So, for me to walk into Papa Cristo’s store, it makes complete sense that he’d have incense burners, tiny coffee cups for our coffee ceremony, containers stacked high of spices we use for cooking and yes, even injera made by a local Ethiopian lady who runs a business from home. Greece and Eritrea have always felt like cousins to me. We might speak a different language and look a little different; but even that isn’t always the case. But for my friend, as well as many others that I’ve had conversations with in the past… it is a healthy reminder that European influence in Africa didn’t start with colonization. We’ve been trading together, praying together and eating together for eons before that nasty turn of events. And, I have faith that with good will and a clear understanding of history, which is then put in its proper context… we’ll be working together to create a mutually beneficial experience for a long time to come. Not because of politicians or debates in the United Nations. But because of good hearted people who reach out to each other with sincere interest and good will.
Papa Cristo is a man who is short in stature, but big in heart and personality! His father founded the store over 60 years ago with the idea of bringing a little of his homeland to Southern California. Considering his proximity to the Little Ethiopia neighborhood, they slowly added Eritrean and Ethiopian products to their list of wares. It was a brilliant move considering there is so much cross-over of flavors. If you think of Greek cuisine, you think of a few different spices and herbs off of the bat: Cumin, turmeric, fenugreek… all of which are also used in Ethiopian and Eritrean cuisine.
Greece is tied to both of my cultures, Italian and Eritrean with a pretty tight knot. Thus, it isn’t surprising that I feel at home among the olive oil jars, baklava and loud voices greeting one another as people come through the door. It is so typically Mediterranean and despite Eritrea lying on the Red Sea, it is a nation with a large Mediterranean influence and feel, due to decades of influence from Greece and Italy.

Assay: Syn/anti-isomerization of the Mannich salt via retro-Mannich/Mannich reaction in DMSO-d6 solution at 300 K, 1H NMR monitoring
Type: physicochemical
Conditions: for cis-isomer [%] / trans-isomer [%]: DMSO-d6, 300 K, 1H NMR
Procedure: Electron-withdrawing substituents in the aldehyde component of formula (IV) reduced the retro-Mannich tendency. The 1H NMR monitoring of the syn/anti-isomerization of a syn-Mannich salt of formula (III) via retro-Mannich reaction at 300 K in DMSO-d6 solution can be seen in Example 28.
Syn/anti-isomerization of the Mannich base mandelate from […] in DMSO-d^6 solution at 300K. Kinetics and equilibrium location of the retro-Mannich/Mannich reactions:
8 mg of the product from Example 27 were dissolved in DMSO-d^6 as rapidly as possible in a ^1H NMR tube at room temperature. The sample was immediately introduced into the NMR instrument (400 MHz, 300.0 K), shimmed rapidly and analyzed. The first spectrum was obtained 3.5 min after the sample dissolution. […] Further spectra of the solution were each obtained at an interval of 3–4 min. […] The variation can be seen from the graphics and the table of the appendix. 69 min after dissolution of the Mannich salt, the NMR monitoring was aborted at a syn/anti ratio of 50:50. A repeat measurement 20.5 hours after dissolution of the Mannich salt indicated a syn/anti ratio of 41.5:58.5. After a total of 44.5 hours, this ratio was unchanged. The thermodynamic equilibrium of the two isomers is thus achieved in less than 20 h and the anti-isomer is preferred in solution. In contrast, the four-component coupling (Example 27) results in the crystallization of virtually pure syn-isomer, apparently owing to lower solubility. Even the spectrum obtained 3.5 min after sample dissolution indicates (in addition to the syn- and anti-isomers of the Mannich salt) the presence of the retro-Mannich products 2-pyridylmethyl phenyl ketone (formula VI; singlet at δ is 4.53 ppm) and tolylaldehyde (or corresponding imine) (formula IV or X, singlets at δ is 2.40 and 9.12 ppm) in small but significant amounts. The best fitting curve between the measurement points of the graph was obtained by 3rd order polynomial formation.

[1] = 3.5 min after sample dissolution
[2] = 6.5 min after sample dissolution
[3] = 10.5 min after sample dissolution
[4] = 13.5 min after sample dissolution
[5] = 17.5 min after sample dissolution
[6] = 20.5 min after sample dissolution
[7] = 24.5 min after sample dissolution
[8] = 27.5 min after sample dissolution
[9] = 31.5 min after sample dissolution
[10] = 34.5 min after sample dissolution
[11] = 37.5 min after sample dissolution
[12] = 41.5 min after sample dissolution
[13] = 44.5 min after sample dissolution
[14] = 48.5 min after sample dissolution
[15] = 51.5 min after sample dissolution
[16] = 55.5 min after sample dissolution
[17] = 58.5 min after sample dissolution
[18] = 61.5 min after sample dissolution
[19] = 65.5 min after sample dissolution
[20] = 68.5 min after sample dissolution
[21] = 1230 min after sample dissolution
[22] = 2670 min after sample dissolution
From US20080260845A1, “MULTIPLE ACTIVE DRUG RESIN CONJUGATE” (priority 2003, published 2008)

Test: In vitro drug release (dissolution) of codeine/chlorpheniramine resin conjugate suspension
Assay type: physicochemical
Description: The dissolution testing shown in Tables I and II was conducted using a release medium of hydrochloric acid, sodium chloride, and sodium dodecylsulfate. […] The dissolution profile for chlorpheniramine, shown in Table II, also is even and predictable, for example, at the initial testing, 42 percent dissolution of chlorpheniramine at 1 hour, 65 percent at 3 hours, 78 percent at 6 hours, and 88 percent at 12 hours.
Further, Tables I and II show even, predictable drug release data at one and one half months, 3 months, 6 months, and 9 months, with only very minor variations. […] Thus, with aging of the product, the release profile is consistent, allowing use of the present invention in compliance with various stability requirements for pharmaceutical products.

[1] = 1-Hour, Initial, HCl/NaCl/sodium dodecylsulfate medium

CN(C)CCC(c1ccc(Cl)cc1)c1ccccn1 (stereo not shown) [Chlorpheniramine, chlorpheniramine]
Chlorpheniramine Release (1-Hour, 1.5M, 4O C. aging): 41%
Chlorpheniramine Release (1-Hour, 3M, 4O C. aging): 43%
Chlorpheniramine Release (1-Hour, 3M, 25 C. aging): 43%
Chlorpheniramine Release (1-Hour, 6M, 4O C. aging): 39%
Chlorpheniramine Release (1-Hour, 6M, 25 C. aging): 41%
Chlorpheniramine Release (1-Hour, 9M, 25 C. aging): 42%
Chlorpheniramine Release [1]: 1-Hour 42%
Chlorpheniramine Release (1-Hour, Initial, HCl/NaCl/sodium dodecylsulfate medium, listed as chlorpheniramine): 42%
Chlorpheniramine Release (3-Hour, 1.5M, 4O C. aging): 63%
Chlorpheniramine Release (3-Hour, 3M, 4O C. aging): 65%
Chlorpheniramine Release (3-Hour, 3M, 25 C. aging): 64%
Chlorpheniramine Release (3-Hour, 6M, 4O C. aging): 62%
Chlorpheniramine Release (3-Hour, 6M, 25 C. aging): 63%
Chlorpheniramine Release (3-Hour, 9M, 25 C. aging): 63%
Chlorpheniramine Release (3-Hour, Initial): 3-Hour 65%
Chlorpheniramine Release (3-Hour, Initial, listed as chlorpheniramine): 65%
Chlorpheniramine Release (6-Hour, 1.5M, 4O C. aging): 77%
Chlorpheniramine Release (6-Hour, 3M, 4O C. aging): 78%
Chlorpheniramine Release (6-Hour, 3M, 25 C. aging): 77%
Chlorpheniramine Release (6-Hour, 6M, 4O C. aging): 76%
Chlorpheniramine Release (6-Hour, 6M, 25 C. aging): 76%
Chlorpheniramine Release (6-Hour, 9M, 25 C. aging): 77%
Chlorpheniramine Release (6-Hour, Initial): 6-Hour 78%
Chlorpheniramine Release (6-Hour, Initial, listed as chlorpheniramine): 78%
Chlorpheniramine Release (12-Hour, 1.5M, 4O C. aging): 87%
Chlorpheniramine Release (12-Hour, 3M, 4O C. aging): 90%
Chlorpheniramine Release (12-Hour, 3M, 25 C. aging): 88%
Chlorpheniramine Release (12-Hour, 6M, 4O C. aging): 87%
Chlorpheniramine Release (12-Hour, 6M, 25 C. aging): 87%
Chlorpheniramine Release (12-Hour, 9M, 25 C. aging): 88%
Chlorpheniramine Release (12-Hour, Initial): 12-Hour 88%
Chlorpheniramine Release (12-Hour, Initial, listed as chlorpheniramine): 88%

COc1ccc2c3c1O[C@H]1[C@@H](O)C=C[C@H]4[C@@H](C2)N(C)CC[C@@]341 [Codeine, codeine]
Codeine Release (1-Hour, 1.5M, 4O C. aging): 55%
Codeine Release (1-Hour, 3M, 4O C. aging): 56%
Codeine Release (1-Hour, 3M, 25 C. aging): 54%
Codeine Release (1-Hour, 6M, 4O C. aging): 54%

Caracalla, African born Roman emperor (215-217). Image courtesy of British Museum
It’s amazing how many people think of Africa as a dark continent first discovered by colonists in the late 1800’s. When, in fact, we have had a rich common heritage for centuries before that. We’ve shared queens, spices and art for ages. We’ve been sending our vessels over the seas to trade, we’ve intermarried and yes there were even African rulers of the Roman Empire.
Africa and Europe, especially southern Europe have a common history that dates way before the Portuguese mimicked and greatly expanded the Arab method of slave trade. And I suspect that our futures are tied as well. So, the next time you hear people oversimplify the relationship between the evil white Europeans and the poor African victims… remember me sitting among the Greeks and buying freshly made injera, remember Cleopatra of Egypt- by way of Greece, remember the Roman emperors and generals who were of African heritage.
My mantra here on the blog is “Dialog matters”. Well, honest, open dialog about our cultures and history is a part of what matters most. Often, we find that as often as it opens the door to discussions about our past and current wounds… it also reminds us of our commonality. So, let’s use this space as a place to keep the dialog going! I anxiously await your comments.